Failure to appear in court is a crime that can land you in jail. Even if you only got a ticket for disorderly conduct or some other low-level infraction, not showing up for court will earn you an arrest warrant.
However, New York City is putting forth the idea of granting amnesty – a sort of “wiping the slate clean” process – for about 1.2 million old warrants.
It’s pretty controversial, and here’s why.
What Usually Happens to Old Arrest Warrants
Warrants don’t just go away if you ignore them, and they never expire. The only way to get rid of a warrant is to turn yourself in to the police or to be arrested (many people are arrested for warrants during routine traffic stops).
Some of the 1.2 million open warrants in New York’s court system are decades old.
About 40 percent of people who receive citations, including traffic tickets, never show up for court. Some decided to skip court, and some just plain forgot. Many of these people now have outstanding warrants, which means they are facing penalties such as jail time and fines for missing court.
In New York, the old warrants have created a huge backlog problem for the police.
“It would be great to get rid of a lot of that backlog. It’s not to our benefit from a policing standpoint to have all those warrants floating around out there,” Police Commissioner William Bratton told the Associated Press.
What’s New York Going to Do About 1.2 Million Arrest Warrants?
City officials still need to talk about it, but Commissioner Bratton thinks amnesty might be the answer.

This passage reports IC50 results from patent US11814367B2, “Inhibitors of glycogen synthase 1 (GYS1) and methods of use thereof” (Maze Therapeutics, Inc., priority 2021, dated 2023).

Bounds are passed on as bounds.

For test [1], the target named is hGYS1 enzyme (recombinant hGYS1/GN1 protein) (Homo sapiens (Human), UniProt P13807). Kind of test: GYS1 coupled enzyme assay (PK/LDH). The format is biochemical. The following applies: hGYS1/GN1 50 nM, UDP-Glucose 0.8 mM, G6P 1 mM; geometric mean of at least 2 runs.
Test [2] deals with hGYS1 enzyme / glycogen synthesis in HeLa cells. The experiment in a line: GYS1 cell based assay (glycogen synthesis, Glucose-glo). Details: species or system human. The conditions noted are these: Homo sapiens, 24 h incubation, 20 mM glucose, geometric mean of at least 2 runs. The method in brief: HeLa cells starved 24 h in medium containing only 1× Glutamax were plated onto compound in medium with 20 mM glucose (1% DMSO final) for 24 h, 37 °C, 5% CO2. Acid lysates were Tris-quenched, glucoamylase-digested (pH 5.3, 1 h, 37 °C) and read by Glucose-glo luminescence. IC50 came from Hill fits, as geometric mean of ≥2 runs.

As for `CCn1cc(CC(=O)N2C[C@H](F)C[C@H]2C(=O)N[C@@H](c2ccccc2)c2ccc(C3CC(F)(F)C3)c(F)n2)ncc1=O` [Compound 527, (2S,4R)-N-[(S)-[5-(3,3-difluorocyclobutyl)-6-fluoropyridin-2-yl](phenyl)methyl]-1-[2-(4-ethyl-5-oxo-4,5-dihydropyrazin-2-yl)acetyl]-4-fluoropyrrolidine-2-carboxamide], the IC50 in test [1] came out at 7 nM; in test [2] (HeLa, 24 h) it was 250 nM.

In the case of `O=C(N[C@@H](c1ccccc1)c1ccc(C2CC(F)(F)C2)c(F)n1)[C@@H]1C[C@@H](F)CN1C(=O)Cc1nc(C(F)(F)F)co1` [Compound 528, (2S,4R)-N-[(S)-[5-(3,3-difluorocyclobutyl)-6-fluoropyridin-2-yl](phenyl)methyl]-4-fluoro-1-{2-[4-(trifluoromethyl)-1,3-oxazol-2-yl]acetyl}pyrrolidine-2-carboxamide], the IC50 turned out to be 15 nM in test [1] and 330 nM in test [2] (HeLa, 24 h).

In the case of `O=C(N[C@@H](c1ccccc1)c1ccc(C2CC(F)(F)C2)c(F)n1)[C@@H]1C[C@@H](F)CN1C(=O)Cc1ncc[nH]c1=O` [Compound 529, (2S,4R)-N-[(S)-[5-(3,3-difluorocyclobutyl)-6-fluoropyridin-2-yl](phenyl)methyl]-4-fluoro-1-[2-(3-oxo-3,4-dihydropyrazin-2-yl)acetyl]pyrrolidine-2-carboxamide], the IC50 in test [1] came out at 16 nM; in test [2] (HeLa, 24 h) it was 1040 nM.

Amnesty might apply to anyone with an outstanding warrant, or only to people with certain types of warrants. The idea is that people with warrants would be notified that if they show up to resolve their cases, police won’t arrest them. Officials haven’t resolved the specifics of how that would work, though, and logically, some people with warrants may not trust the system to work in this way.
NY’s Amnesty on a Small Scale
Brooklyn District Attorney Ken Thompson is implementing a small-scale amnesty program by working with judges to clear old, low-level warrants. Thompson says that he, for one, is open to participating in a broader scheme to settle old cases “effectively and fairly.”
Last month, NYC officials announced they are planning to redesign the summons form. They’ll start texting reminders to people to help them remember to s how up for court. They’re also going to cut down court processing times to reduce the number of petty offenders who wind up in jail.
What Do You Think?
Should Wisconsin implement a plan like this to wipe out old arrest warrants that clog up the system, or should they stay on the books for justice’s sake?